Recently, I had the occasion to play Max Payne 2, for example. MP2 is a very interesting game, for those that haven't played it. It uses comics sections to tell its story rather than simple CGI. The creators of the game obviously understand the use of elements as well as any game studio these days, because even though the gameplay is predictable, the depictive elements are very strong throughout. I found that as I played the game, for example, I did not get into being the character of Max Payne or Mona Sax. But I did get into watching him get through his story and willing him on to do it. As I had control, so I pushed him further through the whole game until the end.

And the end of Max Payne 2 is where the payback comes through. It has, for me, the best closing line that I've read or heard in games in a long time. I found myself thinking about it for days afterwards, and then going back and playing through the last battle again, just to experience the ending again. I don't remember doing that since the ending of Final Fantasy VII.

My thoughts brought me back to a common gamer mantra: Videogames Are Not Films
I have no argument with that. But They're Not Boardgames Either.

It is common practise for designers and critics to try and find some means of reference for videogames, to be able express their feelings on the subject. In this view, videogames are a sort of spiritual successor to thousands of years of regular games. So, Greg Costikyan uses the primo example of Chess to illustrate his point. However, there is an audiovisual aesthetic dimension that is not generally captured by boardgames like Chess that are very much a part of videogaming.

The situation is analogous to the differences between cinema and theatre. Theatre is live, cinema is not. Cinema controls the viewpoint, theatre does not. Theatre requires suspension of disbelief, where cinema generally doesn't. And the language differences in writing a play vs a screenplay are many.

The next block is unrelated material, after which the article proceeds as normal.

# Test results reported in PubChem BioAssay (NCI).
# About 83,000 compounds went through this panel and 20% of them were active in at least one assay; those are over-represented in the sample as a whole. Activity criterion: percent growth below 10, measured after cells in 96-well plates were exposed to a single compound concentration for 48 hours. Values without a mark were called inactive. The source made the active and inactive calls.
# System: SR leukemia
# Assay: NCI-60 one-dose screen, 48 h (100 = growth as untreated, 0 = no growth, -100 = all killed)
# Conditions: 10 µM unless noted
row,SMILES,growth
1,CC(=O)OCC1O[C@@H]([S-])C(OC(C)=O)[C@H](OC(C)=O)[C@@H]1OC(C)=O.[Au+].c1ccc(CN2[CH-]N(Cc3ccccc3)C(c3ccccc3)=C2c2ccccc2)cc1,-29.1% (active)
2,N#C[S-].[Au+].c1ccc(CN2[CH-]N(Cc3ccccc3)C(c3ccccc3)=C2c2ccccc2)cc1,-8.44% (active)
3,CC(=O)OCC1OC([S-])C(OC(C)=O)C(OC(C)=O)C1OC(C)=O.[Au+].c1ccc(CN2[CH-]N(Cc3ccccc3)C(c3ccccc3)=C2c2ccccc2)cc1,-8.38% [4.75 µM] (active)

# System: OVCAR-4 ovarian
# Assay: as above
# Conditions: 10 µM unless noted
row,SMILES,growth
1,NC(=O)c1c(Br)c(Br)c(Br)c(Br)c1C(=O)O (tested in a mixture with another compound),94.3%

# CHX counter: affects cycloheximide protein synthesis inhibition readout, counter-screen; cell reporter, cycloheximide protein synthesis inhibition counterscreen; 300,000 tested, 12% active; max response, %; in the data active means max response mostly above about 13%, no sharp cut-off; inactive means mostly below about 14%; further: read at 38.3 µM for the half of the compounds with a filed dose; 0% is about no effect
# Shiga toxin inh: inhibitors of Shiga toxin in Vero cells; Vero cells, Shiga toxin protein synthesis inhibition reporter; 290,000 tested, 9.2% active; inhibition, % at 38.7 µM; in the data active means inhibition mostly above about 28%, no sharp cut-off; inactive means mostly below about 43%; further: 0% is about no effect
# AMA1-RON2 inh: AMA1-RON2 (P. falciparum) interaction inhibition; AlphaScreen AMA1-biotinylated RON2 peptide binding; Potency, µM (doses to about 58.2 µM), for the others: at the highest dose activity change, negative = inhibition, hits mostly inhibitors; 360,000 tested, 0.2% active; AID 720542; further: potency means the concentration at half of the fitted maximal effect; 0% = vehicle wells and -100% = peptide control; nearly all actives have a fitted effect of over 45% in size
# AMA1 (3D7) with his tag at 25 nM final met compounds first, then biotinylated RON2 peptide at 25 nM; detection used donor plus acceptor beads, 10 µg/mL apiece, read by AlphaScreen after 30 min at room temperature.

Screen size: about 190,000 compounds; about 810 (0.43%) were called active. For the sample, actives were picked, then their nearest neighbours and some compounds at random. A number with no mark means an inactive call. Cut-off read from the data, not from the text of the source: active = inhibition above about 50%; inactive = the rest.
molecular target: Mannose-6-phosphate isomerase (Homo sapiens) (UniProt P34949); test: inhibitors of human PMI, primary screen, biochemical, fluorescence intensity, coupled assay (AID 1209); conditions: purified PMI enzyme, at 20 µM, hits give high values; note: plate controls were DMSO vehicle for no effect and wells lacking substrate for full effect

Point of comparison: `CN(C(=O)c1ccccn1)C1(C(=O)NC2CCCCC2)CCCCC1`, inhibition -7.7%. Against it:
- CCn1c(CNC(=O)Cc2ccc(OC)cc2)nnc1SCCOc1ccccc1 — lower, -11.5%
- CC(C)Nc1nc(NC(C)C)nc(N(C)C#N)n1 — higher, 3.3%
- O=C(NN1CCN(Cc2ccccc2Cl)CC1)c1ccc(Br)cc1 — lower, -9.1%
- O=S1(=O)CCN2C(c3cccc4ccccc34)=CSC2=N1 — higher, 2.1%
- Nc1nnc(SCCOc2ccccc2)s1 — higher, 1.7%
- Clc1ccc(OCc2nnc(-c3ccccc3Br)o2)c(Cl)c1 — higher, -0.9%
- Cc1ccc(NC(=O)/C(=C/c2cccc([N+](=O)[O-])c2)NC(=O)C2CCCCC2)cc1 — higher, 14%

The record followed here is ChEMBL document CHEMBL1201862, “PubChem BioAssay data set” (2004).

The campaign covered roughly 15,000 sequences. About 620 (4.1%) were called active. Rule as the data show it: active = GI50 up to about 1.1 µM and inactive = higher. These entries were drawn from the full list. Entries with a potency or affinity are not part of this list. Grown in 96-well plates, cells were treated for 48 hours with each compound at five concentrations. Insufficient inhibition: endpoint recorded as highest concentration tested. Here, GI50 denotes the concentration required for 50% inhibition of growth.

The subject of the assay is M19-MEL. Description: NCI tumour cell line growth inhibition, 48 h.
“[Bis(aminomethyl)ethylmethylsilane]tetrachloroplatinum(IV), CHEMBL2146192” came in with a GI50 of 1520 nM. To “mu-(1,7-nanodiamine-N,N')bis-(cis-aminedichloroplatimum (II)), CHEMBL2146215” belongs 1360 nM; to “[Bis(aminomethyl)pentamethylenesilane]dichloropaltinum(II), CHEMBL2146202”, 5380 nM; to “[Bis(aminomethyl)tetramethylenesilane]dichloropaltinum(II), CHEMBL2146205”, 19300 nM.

Boardgames are systemic, with rules that are explicit. This is not true of all videogames, or even the majority of them. In most videogames, the rules are implicit, enforced by the game's internal engine. Boardgames are also static, in the sense that the pieces just sit there, and the board itself has no activity outside of what the players do. This is also not true in many videogames, where the depicted world around can and does do things of its own accord. Boardgames are almost always social experiences because you need to two to tango. But videogames, like films, can be entirely solitary experiences.

There is no denying that there is common ground between videogames and boardgames, or between videogames and any other kind of game. But videogames have a dimension all of their own which makes them better than those formalised games in some ways, and worse in others.

It is no accident that we have referred to this new form of entertainment (via console or computer) as games, of course, because what else do we have that can describe it. In cinema's case, the cinematic arts have themselves gone through a very long process by which they slowly separated themselves from the theatrical arts. In the earlier days of cinema, theatre was about the best reference that could be provided. Cinemas were even called movie theatres (and they still are in the US).